Bone marrow neoplastic

Bone marrow - plasma cell and lymphoid neoplasms

Plasma cell neoplasms

POEMS syndrome (osteosclerotic myeloma)

Last author update: 1 December 2017
Last staff update: 15 June 2023 (update in progress)

Copyright: 2002-2023,, Inc.

PubMed Search: POEMS syndrome[TIAB] osteosclerotic myeloma[TIAB]

Genevieve M. Crane, M.D., Ph.D.
Page views in 2022: 1,469
Page views in 2023 to date: 1,485
Cite this page: Crane G. POEMS syndrome (osteosclerotic myeloma). website. Accessed September 21st, 2023.
Definition / general
  • Paraneoplastic syndrome due to an underlying plasma cell neoplasm
  • POEMS = polyneuropathy, organomegaly, endocrinopathy, M protein spike and skin changes
  • But the acronym does not include several of the common clinical manifestations
Essential features
  • Major criteria for diagnosis are:
    • Polyradiculopathy
    • Clonal plasma cell disorder
    • Sclerotic bone lesions
    • Elevated vascular endothelial growth factor
    • Castleman disease (also known as angiofollicular hyperplasia, 11 - 30% of cases, most commonly multicentric Castleman disease)
  • POEMS acronym coined in 1980 by Bardwick et al. (Medicine (Baltimore) 1980;59:311)
  • Other names: osteosclerotic myeloma, Takatsuki syndrome, Crow-Fukase syndrome
ICD coding
  • ICD-10: D47.7 - other neoplasms of uncertain behavior of lymphoid, hematopoietic and related tissue
  • See also WHO coding
  • Prevalence of approximately 0.3 per 100,000 reported in Japan but occurs worldwide
  • VEGF levels are high and correlate with disease activity but may not drive the process
  • IL12 also correlates with disease activity; IL6 produced by plasma cells may play a role
Clinical features
  • In addition to essential features above, other clinical features include:
    • Organomegaly
    • Endocrinopathy
    • Characteristic skin changes
    • Papilledema
    • Extravascular volume overload / anasarca
    • Thrombocytosis, with propensity for thrombosis
    • Abnormal pulmonary function tests, pulmonary fibrosis, pulmonary hypertension
    • Diarrhea, calciphylaxis (rare)
    • Generally no bone pain
  • Diagnosis is made by fulfilling at least 3 major criteria, 2 of which must include polyradiculoneuropathy and a clonal plasma cell disorder, along with at least 1 minor criterion (Am J Hematol 2017;92:814)
  • Mandatory criteria (must have both): polyneuropathy and monoclonal plasma cell disorder
  • Other major criteria (at least 1 present): Castleman disease, sclerotic bone lesions, increased VEGF levels
  • Minor criteria (at least 1 present):
    • Organomegaly
    • Extravascular volume overload (edema, pleural effusion, ascites),
    • Endocrinopathy (adrenal, thyroid, pituitary, gonadal, parathyroid, pancreatic); hypogonadism most common
    • Skin changes (hyperpigmentation, hypertrichosis, glomeruloid angiomata, plethora, acrocyanosis, white nails, sclerodermoid changes, clubbing)
    • Papilledema
    • Thrombocytosis / polycythemia

  • Monoclonal light chain (especially lambda)
  • VEGF levels are high
  • Thrombocytosis or erythrocytosis, absence of cytopenias
Radiology description
  • Bone lesions
  • Signs of volume overload (e.g. pleural effusion, ascites)
Prognostic factors
  • Risk associated with the extent of the plasma cell disorder
  • Bone marrow plasmacytosis increases risk of cerebrovascular event
  • Number of clinical criteria met is not prognostic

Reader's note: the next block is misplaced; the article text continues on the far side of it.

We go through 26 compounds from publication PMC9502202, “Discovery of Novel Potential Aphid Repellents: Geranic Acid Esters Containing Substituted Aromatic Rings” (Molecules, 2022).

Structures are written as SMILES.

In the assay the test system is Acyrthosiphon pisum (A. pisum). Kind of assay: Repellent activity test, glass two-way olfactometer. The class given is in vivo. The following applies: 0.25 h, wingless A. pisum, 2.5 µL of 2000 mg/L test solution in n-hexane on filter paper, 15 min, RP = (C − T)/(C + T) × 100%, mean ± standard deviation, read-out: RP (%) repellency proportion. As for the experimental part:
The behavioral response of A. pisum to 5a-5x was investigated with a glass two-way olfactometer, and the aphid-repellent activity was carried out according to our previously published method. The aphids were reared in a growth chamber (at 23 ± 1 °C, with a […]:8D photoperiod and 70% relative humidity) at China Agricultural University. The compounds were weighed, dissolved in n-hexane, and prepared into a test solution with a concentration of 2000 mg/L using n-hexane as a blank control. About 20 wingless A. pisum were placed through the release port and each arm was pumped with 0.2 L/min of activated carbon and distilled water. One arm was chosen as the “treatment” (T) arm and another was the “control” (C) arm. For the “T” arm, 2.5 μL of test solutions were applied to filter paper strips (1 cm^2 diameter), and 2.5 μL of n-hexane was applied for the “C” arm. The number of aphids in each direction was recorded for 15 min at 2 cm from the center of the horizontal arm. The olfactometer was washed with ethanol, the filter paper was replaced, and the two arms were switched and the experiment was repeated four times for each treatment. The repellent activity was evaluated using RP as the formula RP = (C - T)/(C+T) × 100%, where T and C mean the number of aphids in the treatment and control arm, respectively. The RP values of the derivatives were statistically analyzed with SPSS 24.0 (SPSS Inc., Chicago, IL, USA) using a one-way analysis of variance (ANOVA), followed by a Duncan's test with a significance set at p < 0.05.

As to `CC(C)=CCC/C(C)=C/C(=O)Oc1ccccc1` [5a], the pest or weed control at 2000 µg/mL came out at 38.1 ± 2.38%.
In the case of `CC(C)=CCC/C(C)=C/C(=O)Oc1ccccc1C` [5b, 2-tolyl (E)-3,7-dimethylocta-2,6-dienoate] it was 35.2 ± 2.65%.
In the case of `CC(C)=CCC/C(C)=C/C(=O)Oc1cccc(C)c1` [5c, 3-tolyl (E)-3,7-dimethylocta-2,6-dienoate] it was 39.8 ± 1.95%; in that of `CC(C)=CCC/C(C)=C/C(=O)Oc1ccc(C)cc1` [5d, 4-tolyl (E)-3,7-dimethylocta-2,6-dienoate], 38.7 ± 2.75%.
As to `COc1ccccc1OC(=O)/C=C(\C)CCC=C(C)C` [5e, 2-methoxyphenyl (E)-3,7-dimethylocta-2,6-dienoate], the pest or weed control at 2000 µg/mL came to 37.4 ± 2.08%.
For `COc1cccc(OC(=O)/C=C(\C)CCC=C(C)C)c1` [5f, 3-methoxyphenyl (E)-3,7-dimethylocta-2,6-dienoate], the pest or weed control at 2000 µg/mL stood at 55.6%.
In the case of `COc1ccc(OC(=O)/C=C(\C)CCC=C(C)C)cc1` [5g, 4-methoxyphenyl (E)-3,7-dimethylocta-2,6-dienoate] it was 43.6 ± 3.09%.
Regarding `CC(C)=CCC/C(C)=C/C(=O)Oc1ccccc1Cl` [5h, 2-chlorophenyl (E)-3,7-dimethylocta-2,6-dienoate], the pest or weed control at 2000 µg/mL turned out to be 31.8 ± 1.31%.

• Generally better overall survival than myeloma, older data shows median survival of 14 years
Case reports
  • If no bone marrow involvement by plasma cell clone, local radiation therapy may be adequate (e.g. sclerotic plasmacytoma)
  • If disseminated disease or progression following local radiation, systemic therapy advised
  • Corticosterioids as a temporizing measure
  • Alkylating agents a mainstay, including high dose with stem cell transplant
  • Thalidomide, bortezomib can be considered but may worsen peripheral neuropathy
  • Prompt treatment recommended
Clinical images

Images hosted on other servers:

Classic findings of POEMS syndrome

Microscopic (histologic) description
  • Bone marrow biopsy may show megakaryocyte hyperplasia and clustering (no JAK2 mutation)
  • Lymphoid aggregates (50% of cases) with clonal plasma cell rimming
Microscopic (histologic) images

Contributed by Genevieve M. Crane, M.D., Ph.D.

A pyogenic granuloma arising in a patient with POEMS syndrome

Biopsy of sclerotic bone lesions in a patient with POEMS syndrome

Cytology images

Contributed by Sarah Elsoukkary, M.D.

Bone marrow clot section

Bone marrow aspirate smear


CD138 / Ki67

CD56+ clone


IHC for kappa and lambda of the bone marrow clot

Positive stains
  • Lambda clones predominate (95% of cases)
  • Other features are as for clonal plasma cell populations
Electron microscopy description
  • No features of macrophage associated demyelination in contrast to chronic inflammatory demyelinating polyradiculopathy
Molecular / cytogenetics description
  • Tend to have restricted immunoglobulin variable chain usage (IGLV1)
  • Translocations and deletion of chromosome 13 have been described
Differential diagnosis
Board review style question #1
Which 2 of the following clinical features are more commonly associated with POEMS syndrome than multiple myeloma?

  1. Bone pain
  2. Demonstration of clonal plasma cells
  3. Neuropathy
  4. Pleural effusion
  5. Renal failure
Board review style answer #1
C and D. Neuropathy and pleural effusion; volume overload and neuropathy are characteristic features of POEMS syndrome. POEMS syndrome is less frequently associated with bone pain and renal failure as compared to multiple myeloma. Both require demonstration of clonal plasma cells.

Comment Here

Reference: POEMS syndrome (osteosclerotic myeloma)
Back to top
Image 01 Image 02